The Chrysler / Dodge / Jeep / Fiat user interface is one of the easiest to learn and use. The colorful eight-inch center screen is sensibly laid out. It was easy to connect my phone for calls and music streaming. The climate adjustments are intuitive, and the audio system sounds nice. My favorite, though, is the back-of-the-steering-wheel adjustments for the audio system; switch from satellite radio to FM or Bluetooth with the push of a button, and select stations and modulate volume easily, too.
The Challenger contains all the safety features you could want. These include adaptive cruise control, blind-spot warning light/buzzer, and Forward Collision Warning. My tester also boasted more than $10,000 worth of upgrades, including leather / altantara seating, the eight-speed transmission, and upgraded sound. The Scat Pack appearance package adds heritage Bumble Bee striping on the tail and 2015-style 20-inch black alloy wheels with low profile rubber.
Pricing for my Scat Pack with the automatic and the extra equipment came to $47,860, including $995 for destination charges. A plain V6 SXT model begins at $27,990, and will deliver much of the looks and still provide an exciting driving experience.
Built in Brampton, Ontario, Canada, the thoroughly updated 2015 Dodge Challenger offers all the fun of a traditional muscle car, updated for today. This segment of the car market is predicted to grow, and as long as it does, you will be able to relive some of the excitement of days gone by.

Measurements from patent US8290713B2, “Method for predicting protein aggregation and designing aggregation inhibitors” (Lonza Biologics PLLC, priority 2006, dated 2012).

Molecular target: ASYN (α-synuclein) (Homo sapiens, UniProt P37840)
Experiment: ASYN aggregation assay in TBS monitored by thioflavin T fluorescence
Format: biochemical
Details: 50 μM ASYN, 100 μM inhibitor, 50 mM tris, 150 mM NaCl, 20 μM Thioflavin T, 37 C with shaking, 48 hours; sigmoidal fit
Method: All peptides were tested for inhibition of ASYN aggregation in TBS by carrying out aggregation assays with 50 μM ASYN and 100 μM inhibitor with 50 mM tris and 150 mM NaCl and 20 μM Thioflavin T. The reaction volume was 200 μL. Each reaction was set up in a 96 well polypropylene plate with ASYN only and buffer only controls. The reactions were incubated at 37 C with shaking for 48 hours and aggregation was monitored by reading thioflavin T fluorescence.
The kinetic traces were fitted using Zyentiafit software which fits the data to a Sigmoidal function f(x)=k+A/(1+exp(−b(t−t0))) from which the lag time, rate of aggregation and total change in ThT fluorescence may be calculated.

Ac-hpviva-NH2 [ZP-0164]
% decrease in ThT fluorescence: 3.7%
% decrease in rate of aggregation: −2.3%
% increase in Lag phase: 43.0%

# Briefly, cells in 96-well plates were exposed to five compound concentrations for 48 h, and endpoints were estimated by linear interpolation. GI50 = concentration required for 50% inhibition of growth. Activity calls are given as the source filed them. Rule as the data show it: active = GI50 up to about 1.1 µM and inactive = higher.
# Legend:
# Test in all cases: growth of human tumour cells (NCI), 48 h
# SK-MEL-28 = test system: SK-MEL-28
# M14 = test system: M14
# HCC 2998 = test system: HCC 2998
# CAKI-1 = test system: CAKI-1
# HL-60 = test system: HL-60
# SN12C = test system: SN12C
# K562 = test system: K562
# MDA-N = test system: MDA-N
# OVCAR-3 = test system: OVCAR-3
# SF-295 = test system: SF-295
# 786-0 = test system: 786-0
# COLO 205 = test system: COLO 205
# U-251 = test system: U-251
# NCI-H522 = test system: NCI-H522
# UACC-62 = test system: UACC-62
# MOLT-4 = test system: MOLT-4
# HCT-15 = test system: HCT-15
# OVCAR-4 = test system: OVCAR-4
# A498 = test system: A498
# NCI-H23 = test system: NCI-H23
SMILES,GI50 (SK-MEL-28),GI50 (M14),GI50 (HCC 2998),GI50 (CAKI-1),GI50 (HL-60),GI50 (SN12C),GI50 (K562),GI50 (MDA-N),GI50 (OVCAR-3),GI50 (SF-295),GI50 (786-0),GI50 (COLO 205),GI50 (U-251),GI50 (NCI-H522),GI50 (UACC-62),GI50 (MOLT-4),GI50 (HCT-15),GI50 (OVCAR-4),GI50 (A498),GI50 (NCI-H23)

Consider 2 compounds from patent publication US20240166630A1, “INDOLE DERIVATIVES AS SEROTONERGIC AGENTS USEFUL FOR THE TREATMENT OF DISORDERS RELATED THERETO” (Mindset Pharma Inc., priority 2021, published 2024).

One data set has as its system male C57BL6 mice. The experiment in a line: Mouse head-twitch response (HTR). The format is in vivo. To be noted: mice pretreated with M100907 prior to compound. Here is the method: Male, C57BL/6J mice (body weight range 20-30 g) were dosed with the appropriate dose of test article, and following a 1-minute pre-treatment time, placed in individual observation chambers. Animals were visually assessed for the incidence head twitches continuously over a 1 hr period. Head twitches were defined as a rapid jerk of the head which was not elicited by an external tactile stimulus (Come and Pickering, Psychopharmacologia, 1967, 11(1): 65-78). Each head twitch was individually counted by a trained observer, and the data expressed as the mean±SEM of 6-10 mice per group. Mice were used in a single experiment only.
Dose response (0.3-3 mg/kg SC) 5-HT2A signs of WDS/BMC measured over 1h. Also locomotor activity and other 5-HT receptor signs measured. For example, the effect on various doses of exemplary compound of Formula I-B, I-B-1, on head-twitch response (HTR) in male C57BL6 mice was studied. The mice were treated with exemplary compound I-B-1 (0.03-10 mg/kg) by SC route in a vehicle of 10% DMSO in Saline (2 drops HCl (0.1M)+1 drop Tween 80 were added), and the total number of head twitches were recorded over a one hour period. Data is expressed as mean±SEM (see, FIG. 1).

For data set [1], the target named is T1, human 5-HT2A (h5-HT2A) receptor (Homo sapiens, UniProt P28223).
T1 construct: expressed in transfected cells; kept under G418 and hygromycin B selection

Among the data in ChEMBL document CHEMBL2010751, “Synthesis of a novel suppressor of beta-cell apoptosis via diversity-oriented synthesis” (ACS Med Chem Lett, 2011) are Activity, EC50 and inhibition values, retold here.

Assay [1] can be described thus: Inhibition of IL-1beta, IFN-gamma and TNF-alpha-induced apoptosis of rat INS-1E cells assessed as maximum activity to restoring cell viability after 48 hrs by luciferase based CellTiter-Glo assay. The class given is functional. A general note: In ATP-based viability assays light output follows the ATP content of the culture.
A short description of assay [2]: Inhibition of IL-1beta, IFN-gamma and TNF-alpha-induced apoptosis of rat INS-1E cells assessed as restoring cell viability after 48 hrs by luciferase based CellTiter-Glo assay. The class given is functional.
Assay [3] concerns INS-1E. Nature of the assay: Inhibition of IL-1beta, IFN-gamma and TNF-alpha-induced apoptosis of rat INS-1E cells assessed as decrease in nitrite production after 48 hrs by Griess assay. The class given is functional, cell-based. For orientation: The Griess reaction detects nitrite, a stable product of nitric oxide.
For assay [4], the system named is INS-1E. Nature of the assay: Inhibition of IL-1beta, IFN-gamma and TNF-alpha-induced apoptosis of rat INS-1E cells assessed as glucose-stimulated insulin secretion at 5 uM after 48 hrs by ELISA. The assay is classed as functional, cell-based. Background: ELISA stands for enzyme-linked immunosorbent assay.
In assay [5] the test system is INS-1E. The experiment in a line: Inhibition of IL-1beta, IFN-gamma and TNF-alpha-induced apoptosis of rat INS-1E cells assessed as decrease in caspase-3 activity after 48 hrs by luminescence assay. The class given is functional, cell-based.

By Steve Schaefer © AutoWire.Net - San Francisco
The Bottom Line: The 2015 Dodge Challenger has been updated and takes its styling lines now from the 1971 model. With a new for 2105 front end split grill to the rear split taillights the new challenger looks pretty cool. The model I drove was a Limelight / Sublime colored SRT 392 Hemi Scat Pack model with 485 HP and 475 lb.-ft. of torque to the rear wheels. This combo, with front line lock, made for fantastic burnouts at will.
The 392 Hemi mill just puts out so much power that all it takes is a light right foot to bring lots of tire smoke and big grins in an instant. And that’s with only the 485 HP engine! I just can’t wait to drive the new 707 HP Hellcat engines in the SRT upgraded Challenger and Charger models. And maybe, just for that reason alone, you should “Drive one, and Buy one, Today ©” And remember: “ You Are What You Drive ©”
Bottom Line Review provided by: Tony Leopardo © AutoWire.Net
The 2015 Dodge Challenger Bottom Line Review provided by: Tony Leopardo © AutoWire.Net - “Tony the Car Guy” is an automotive writer, editor and publisher in the San Francisco Bay Area. If you have a question or comment for Tony send it to TonyLeo@pacbell.net or visit AutoWire.Net at www.autowire.net - And remember: “ You Are What You Drive © ”
Column Name: It’s 1971 Again, but Better
Topic: The 2015 Dodge Challenger
Word Count: 1,085
Photo Caption: The 2015 Dodge Challenger
Photo Credits: Dodge Challenger Internet Media
Series #: 2015 - 01